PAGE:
Ethiopian administrative committee. Ethiopia claimed that it only
briefly entered Eritrea in hot pursuit of remnants of the Afar
opposition and then returned to Ethiopia.
Then there was the appearance of the map prepared by the Ethiopian
Central Statistical Office for the 1994 census that indicated Ethiopia
claimed areas to the west of the diagonal border (the Badme area)
separating southwest Eritrea and western Tigray between the Mereb and
Setit Rivers. The map also suggested Ethiopia claimed additional small
pieces of territory that virtually all other maps show as part of
Eritrea. In 1997, the issue returned when the regional government in
Tigray issued a similar map. Ethiopia never provided a convincing
response as to why these maps appeared.
All of these issues, including some other lesser ones, provided the
backdrop for the outbreak of conflict in 1998. Following several minor,
alleged incursions by Eritrean forces into territory administered by
Ethiopia, there was an incident in the vicinity of Badme on 6 May 1998
involving Eritrean regular forces and hardened TPLF local militia.
According to a well-informed Ethiopian account, there were eight deaths
on the Eritrean side and none on the Ethiopian side, suggesting the
likelihood of an ambush. Eritrea sent a negotiating team to Addis Ababa
to resolve the matter. That team unexpectedly returned to Asmara on 10
May and within 24 hours, Eritrea invaded the Badme region, which had
been administered by Ethiopia, with a large military force. Thus began a
conventional type war on 12 May in which an estimated 100,000 soldiers
on both sides perished in the next two years.
Time does tend to heal wounds, but both the Ethiopians and Eritreans
have long memories and it is not clear how much of this baggage they can
put aside. Much of the discussion since the outbreak of conflict in
1998 has focused on Badme, which is only symbolic of greater
differences. Ethiopians and Eritreans must conclude it is in their
mutual interest to normalize relations and then begin to solve these
political, economic, social, and geographical disputes. Ethiopia needs
to approach the problem with the understanding that it probably has to
give up control over Badme. In effect, it has already acknowledged this
possibility. Eritrea needs to be more flexible on the sequencing of
issues. It would be helpful to drop its demand that Badme be turned
over first so that negotiations on other issues can begin. Both sides
must also understand that small, mutually agreeable changes need to be
made along other sections of the disputed border.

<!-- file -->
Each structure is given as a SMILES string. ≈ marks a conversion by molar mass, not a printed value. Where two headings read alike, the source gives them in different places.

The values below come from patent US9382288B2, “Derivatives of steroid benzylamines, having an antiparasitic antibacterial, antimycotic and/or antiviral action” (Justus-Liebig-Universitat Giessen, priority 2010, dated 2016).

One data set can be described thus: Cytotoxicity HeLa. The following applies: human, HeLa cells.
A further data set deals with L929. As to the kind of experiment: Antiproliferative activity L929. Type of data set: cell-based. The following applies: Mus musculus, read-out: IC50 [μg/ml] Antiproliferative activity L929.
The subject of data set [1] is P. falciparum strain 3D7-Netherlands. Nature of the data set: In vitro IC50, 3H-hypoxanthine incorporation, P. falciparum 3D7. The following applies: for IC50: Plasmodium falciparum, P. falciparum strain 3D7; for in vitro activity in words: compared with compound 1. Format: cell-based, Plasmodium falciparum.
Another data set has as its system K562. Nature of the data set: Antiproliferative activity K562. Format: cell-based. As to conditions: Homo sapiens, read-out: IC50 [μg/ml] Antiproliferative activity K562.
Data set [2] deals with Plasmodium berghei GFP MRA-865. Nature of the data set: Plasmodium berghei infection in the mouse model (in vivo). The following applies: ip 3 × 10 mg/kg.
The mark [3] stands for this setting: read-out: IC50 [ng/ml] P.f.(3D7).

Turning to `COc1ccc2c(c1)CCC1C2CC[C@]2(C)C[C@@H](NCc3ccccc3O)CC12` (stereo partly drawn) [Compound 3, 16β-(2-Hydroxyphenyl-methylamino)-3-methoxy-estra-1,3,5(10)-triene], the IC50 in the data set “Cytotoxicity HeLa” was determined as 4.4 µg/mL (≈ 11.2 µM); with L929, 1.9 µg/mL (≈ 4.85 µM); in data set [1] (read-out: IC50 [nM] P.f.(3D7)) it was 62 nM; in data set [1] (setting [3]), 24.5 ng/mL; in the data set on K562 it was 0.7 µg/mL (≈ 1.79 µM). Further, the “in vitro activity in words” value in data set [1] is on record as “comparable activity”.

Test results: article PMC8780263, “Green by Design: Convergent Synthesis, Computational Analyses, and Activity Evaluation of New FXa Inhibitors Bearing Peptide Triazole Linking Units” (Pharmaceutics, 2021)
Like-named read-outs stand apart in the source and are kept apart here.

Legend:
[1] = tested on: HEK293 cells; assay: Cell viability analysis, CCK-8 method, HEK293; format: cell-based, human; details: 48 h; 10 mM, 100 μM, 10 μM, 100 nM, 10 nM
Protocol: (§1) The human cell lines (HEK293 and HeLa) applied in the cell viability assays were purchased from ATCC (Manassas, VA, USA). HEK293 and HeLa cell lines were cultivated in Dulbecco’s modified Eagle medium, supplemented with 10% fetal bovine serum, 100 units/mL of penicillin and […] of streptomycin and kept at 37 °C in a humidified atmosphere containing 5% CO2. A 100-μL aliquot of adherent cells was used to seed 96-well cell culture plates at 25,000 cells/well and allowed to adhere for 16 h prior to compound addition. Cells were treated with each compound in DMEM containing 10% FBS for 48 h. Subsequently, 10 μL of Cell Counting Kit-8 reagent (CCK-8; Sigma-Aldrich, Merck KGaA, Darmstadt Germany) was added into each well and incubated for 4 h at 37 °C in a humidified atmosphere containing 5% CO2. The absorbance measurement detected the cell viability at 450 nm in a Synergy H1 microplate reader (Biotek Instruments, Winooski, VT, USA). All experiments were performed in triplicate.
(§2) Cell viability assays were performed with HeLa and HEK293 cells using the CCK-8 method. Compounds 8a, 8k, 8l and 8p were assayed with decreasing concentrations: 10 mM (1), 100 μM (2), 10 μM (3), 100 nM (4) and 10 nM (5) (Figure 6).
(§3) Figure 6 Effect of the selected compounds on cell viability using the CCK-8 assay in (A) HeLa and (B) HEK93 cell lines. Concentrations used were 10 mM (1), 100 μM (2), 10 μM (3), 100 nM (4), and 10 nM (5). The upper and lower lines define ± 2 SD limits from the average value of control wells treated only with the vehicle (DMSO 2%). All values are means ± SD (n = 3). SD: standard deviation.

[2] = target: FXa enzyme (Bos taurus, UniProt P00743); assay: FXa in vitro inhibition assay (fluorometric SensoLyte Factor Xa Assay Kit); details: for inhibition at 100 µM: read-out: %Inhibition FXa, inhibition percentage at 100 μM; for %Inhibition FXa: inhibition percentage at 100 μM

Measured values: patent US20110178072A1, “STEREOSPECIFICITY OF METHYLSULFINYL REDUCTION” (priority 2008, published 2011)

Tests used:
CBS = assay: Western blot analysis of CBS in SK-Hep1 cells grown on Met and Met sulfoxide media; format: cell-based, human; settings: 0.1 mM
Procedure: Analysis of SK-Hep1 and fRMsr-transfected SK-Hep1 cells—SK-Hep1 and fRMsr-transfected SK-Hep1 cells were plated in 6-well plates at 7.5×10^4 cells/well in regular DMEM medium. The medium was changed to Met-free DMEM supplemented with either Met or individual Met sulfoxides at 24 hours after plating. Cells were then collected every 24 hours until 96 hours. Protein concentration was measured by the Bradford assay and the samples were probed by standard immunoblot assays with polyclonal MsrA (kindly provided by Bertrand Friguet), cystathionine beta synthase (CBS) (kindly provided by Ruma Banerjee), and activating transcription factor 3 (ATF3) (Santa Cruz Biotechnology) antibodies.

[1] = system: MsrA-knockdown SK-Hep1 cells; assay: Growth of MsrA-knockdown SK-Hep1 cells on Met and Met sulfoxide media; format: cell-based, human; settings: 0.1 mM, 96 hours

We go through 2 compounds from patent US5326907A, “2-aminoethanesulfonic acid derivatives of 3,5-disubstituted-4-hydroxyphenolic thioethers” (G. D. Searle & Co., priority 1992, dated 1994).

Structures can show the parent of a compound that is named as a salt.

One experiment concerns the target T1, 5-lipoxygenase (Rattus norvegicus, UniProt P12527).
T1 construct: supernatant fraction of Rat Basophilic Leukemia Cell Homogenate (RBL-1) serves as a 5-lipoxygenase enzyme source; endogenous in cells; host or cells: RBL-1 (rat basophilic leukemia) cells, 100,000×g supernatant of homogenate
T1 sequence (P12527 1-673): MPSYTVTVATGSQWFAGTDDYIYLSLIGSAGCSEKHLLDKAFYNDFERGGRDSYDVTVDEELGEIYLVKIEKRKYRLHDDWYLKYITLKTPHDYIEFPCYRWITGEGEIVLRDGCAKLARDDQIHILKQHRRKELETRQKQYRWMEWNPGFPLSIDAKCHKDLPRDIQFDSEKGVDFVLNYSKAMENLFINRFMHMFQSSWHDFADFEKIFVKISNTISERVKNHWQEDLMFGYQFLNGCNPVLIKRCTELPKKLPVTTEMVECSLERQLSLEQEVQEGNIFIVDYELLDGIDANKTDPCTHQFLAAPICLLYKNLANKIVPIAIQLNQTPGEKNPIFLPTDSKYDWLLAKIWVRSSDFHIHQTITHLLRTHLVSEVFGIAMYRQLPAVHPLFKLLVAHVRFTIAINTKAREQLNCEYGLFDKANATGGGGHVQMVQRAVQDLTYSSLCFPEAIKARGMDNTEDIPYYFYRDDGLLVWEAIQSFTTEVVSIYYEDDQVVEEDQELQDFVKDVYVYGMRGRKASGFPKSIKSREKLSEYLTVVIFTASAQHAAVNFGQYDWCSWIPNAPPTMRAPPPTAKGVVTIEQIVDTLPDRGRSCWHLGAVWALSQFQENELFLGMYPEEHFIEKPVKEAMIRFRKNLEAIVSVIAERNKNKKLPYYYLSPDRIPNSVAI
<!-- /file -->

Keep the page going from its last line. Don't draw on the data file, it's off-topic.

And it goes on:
It is important that all of the economic differences be on the table,
including future long-term access to the port of Assab by land-locked
Ethiopia. Trade, open borders, telephone links, and air travel need to
return to normal. Eritreans and Ethiopians should be able to move
across the border without difficulty and, following the laws in each
country, work there. All of this is hard and will take many months to
sort out, but Ambassador Cohen is correct that it is time to make the
As for the improvement of relations between the United States and
Eritrea, I also agree this would be a positive development. The United
States does have a small embassy in Asmara headed by a charge
d’affaires. On several occasions in recent years, Washington has
explored the possibility of improving relations with Asmara. They have
come to nothing and not just because of U.S. concerns about earlier
Eritrean support for al-Shabaab in Somalia. Even if it is now possible
to put this concern aside, it is not clear that President Isaias is
truly interested in improving relations with the United States. There
is not much point in assigning an ambassador to Asmara if he/she does
not have regular access to the senior levels of the Eritrean
government. This is not an excuse for Washington to do nothing, but it
is important to understand that the reluctance is not necessarily
confined to one side.
Whatever Washington does in the coming months, its relationship with
Addis Ababa is more important than the one with Asmara. Although the
United States might decide to try again to improve relations with
Eritrea, it will not do so at the expense of its ties with Ethiopia.
Ideally, the United States, Ethiopia and Eritrea will collectively
decide the time has come to normalize/improve relations so that Eritrea
can come in from the cold.
David Shinn was the U.S. ambassador to Ethiopia from 1996 to 1999.
He blogs at: http://davidshinn.blogspot.co.uk/ This article is part of
an ongoing series examining the current state of relations between
Ethiopia and Eritrea
Source: African Arguments